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[pct-l] What's it really like out there?

Greetings '98'ers!  It's almost time to step up to the starting line.  To whet
your appetites or just scratch the itch, some thoughts from my '97 trail log:

                                   THAT FAR LOOK

                                                                  Words by

1.  It came up in conversation that I'd hiked the PCT.
     I felt anticipation; it meant a lot to me.

     "What's that?" says one, "How nice," another.  Then the subject died.
     They just don't understand our need to hike, I think, surprised.

     Why don't they show some interest?  Perhaps they just don't care.
     Not everyone can see much point in spending time out there.     

     Not many share our interest in reaching for this prize.  
     But then, just for a moment, I see something in their eyes.


     That far look, (for a moment I see) that far look in their eye,
     (And) I know they're out there somewhere on that trail up near the sky.

     Counting stars at night or cutting steps across the snow,
     Pausing long enough to see the cactus-flower's glow.

     I can see they're out there somewhere, 
     There's that far look in their eye.     

2.  If I had the time, that look says, I'd be there today.
     I'd get some boots and pack my pack, and I'd be on my way.

     I'd tramp across the desert, stop in to see Jack Fair.
     Listen to his salty talk and laugh to clear the air.

     Climb into my bag at night and search my starry room.
     Spot a feathery comet beside a crescent moon.

     Watch great Cygnus chase Aquila down the Milky Way,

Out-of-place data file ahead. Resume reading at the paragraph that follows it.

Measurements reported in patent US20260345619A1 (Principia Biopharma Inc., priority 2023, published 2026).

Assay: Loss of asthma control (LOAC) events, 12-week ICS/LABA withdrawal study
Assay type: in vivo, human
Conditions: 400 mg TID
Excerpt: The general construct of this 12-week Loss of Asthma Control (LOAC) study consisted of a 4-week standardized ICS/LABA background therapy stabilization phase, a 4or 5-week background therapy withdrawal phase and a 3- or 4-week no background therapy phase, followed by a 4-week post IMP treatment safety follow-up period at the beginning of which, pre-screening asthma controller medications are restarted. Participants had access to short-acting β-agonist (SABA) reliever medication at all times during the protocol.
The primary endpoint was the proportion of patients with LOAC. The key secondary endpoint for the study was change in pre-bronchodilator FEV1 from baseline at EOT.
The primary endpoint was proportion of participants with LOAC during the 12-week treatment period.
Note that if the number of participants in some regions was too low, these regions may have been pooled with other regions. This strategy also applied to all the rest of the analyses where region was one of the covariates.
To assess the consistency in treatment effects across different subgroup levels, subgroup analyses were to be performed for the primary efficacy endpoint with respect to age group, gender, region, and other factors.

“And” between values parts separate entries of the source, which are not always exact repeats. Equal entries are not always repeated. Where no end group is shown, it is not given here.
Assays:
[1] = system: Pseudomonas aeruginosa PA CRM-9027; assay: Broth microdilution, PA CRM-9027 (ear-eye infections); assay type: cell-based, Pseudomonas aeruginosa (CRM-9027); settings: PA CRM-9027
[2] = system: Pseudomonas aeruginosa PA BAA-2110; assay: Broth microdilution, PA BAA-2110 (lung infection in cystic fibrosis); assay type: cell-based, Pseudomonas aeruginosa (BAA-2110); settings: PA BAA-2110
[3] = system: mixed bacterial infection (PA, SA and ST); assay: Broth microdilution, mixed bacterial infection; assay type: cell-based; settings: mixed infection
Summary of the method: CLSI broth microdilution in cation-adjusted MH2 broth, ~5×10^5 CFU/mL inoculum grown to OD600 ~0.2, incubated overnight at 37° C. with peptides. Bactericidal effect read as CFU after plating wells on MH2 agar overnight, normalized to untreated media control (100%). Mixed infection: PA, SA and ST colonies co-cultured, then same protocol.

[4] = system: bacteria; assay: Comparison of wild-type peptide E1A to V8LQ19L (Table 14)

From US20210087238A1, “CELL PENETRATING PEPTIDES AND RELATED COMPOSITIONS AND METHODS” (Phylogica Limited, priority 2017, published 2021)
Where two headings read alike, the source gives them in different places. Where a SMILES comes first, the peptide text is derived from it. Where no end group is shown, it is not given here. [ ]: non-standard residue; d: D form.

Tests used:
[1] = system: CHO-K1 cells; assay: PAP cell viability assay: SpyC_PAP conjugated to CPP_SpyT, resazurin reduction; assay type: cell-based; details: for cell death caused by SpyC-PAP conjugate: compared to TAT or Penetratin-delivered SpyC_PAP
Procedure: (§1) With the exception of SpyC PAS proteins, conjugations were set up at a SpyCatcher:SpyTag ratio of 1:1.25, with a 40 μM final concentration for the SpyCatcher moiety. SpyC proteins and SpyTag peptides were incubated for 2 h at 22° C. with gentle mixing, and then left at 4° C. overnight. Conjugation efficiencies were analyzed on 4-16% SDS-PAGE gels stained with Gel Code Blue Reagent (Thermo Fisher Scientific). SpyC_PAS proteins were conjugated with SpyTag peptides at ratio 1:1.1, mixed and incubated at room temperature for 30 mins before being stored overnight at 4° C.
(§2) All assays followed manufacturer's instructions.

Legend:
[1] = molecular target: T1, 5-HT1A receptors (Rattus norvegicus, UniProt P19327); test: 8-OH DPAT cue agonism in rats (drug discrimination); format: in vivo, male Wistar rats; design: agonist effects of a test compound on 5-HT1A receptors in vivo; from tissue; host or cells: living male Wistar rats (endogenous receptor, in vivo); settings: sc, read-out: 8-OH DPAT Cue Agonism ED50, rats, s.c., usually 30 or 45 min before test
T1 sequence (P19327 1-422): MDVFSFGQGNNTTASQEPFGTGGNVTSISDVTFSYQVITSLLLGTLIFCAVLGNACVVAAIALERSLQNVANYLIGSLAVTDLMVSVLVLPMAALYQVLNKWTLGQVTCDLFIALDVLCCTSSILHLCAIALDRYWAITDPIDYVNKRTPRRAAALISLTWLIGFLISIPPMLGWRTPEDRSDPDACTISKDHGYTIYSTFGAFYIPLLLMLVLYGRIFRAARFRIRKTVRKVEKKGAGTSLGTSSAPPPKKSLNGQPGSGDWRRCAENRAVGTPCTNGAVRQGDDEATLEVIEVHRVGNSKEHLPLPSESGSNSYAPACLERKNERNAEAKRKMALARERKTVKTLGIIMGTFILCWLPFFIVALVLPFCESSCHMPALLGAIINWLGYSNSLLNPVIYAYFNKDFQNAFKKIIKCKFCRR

Dodging Sagittarius' arrow, till the break of day.

3.  If I had the strength, that look says, I'd go on that hike,
     Along the LA aquaduct, into the snowbound heights.

     Meet Edward, Duke of Gorp from York, and Dale from New Zealand,
     Walk with Justin and Katrina, Andyman and Susan.

     Travel fast, travel light, hope for decent weather,
     Scale walls of rock and ice, Glen and Muir and Mather.

     Start out early on the trail to stretch the daylight hours.
     Drink pure water, breathe fresh air, stop to smell the flowers.

4.  If I had the will, that look says, I could find the time.
     I'd be strong enough, I know, to do the Whitney climb.

     See this country, south to north, the mountains, lakes and flowers.
     Listen to the rushing streams, gaze up at granite towers.

     Smell the scent of Jeffrey Pine, hear voices in night wind.
     Stand with friends at trail's end and talk it through again.

     I must take this chance I have to hike along the Crest,
     From Campo up to Manning Park, then take my well-earned rest.   
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